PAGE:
CAPHRA director Nancy Loucas, has recently returned from the Philippines where she attended a meeting in Makati City. During this gathering, CAPHRA and its member organisations discussed increasing their efforts in pushing back against the WHO’s counterproductive stance.
“Because of WHO’s unmoved position, smokers in many countries remain highly vulnerable and are likely to stick with smoking until they die.”
“…. the evidence is clear that the aerosols of the majority of ENDS contain toxic chemicals, including nicotine and substances that can cause cancer. ENDS on their own are associated with increased risk of cardiovascular diseases and lung disorders and adverse effects on the development of the fetus during pregnancy. ENDS are undoubtedly harmful, should be strictly regulated, and, most importantly, must be kept away from children,” reads the WHO website.
Loucas, who is also Co-Director of Aotearoa Vapers Community Advocacy (AVCA) believes that this stance is costing many lives, with tobacco use causing one million deaths a year in the Asia-Pacific region alone. Deaths that could be avoided by switching to the proven safer alternatives. “Because of WHO’s unmoved position, smokers in many countries remain highly vulnerable and are likely to stick with smoking until they die. Let’s not forget that about 80 percent of the world’s 1.1 billion smokers live in low and middle-income countries like the Philippines,” she says.
The upcoming CoP9 is once again excluding harm reduction advocates
“WHO’s FCTC is mandated to engage with the public, but it chooses not to despite the public being the major stakeholder. FCTC also has a mandate to pursue ‘harm reduction’ as a core tobacco control policy, but it has failed to acknowledge or implement this policy for nearly two decades.”
The harm reduction advocate pointed out that sadly, the upcoming meeting of the Ninth Session of Parties (CoP9) of WHO’s Framework Convention on Tobacco Control (FCTC) at The Hague in November, is once again going to exclude harm reduction entities such as CAPHRA.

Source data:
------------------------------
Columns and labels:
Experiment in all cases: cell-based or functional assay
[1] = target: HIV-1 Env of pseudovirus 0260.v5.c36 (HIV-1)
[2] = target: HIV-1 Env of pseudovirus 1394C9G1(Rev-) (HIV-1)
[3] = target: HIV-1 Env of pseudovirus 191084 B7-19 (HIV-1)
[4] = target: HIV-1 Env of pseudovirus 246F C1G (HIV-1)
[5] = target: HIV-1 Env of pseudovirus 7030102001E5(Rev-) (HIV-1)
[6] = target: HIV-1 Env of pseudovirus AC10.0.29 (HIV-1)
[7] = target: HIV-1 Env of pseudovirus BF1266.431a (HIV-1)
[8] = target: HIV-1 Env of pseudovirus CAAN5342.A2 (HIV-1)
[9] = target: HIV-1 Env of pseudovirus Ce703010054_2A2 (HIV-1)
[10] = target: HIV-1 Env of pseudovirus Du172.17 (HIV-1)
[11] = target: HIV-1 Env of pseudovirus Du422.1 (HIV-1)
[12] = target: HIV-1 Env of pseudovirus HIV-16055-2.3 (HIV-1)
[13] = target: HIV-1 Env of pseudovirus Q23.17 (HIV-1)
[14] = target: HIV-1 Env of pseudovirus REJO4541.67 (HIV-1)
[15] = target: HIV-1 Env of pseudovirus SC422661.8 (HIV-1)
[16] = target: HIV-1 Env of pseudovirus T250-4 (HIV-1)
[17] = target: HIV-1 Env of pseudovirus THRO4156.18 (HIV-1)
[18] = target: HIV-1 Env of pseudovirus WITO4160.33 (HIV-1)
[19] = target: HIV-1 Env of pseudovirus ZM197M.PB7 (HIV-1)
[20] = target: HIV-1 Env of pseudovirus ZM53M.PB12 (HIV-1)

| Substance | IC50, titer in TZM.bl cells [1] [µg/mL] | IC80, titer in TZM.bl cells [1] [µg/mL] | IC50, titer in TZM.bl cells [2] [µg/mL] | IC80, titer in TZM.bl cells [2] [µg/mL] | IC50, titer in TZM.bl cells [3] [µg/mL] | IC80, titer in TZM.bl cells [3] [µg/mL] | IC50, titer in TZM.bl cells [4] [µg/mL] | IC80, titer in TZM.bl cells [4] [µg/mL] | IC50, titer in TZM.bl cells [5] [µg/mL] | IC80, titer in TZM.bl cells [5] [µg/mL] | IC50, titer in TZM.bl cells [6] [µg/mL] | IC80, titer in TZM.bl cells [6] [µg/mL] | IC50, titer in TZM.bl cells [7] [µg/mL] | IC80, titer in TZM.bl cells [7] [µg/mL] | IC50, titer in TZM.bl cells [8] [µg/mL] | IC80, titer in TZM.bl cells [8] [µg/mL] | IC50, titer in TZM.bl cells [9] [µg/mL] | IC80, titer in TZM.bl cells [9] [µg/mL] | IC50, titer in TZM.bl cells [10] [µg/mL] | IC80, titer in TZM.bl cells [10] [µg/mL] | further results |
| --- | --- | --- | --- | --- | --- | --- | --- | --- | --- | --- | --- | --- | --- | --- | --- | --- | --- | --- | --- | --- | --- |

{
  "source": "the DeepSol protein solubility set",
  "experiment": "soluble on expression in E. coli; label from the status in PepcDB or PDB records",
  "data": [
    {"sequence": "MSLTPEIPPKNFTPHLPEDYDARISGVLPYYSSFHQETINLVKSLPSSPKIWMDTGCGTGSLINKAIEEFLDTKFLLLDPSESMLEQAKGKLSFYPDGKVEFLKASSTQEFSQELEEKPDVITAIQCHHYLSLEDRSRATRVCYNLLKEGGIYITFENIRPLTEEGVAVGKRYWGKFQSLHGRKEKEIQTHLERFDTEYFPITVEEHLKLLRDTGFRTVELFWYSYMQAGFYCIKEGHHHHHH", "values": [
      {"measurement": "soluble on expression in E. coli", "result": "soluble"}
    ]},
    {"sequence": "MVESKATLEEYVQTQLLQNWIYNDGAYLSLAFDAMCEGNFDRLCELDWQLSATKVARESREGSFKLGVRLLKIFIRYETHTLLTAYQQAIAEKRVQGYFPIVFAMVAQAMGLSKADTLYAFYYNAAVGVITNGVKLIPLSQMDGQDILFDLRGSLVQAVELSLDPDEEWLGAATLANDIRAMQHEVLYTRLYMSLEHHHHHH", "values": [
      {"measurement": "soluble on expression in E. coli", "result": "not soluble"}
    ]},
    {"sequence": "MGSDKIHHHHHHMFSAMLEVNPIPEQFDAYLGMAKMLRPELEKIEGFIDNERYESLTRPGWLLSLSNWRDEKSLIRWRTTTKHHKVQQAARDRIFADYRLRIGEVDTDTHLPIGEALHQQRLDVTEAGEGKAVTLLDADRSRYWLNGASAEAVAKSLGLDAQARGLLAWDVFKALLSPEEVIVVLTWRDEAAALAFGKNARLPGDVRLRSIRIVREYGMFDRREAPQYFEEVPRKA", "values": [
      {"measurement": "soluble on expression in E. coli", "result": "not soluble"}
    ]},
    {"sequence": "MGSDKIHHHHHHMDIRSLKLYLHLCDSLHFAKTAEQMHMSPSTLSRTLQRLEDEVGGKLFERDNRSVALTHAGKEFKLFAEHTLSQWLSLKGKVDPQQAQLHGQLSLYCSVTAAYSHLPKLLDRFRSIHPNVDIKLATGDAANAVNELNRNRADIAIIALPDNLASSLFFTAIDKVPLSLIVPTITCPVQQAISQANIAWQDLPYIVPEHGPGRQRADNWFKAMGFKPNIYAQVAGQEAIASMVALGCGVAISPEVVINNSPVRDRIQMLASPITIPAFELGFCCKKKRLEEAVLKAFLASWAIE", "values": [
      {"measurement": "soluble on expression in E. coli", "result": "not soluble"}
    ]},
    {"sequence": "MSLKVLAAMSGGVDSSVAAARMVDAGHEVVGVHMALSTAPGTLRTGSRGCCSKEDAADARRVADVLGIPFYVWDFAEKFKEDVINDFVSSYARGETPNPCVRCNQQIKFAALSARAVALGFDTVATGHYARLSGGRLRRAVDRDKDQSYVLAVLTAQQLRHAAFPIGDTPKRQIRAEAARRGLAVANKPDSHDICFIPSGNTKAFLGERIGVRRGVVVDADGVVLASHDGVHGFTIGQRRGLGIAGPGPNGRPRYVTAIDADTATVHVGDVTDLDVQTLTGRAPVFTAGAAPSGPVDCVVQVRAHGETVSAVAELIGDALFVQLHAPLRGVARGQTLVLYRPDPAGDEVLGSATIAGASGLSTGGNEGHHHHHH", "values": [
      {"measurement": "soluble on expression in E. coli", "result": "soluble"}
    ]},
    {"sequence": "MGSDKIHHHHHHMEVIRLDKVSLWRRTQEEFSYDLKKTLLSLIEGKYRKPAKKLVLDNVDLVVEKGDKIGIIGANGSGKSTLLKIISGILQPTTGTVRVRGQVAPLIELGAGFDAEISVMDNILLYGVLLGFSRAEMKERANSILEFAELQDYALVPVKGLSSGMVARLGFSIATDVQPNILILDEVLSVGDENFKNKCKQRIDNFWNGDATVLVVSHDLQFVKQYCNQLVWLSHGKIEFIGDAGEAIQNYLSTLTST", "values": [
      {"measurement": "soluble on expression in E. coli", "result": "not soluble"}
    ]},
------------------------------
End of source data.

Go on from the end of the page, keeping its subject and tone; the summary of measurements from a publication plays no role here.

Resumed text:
“WHO’s FCTC is mandated to engage with the public, but it chooses not to despite the public being the major stakeholder. FCTC also has a mandate to pursue ‘harm reduction’ as a core tobacco control policy, but it has failed to acknowledge or implement this policy for nearly two decades. Outrageously, WHO has effectively deprived smokers of an effective way out of smoking,” she said.
The WHO refuses to embrace tobacco harm reduction
Moreover, said Loucas, the WHO has ignored a 2018 letter sent by 72 tobacco harm scientific experts who stated that it is time that for tobacco control to embrace tobacco harm reduction. “We know from all the science that it is the smoke that kills the users of combustible tobacco, not the nicotine. However, some in global positions of influence would have us believe that the use of alternative forms of nicotine is just as deadly and harmful as lighting up a cigarette!”
“We’re fighting for the billion-plus cigarette smokers who are now presented with better, safer and innovative nicotine product alternatives. Amazingly, our biggest obstacle remains the World Health Organisation. Regardless, we will continue to stand up for our right to be heard and included in their critical discussions,” she concluded.
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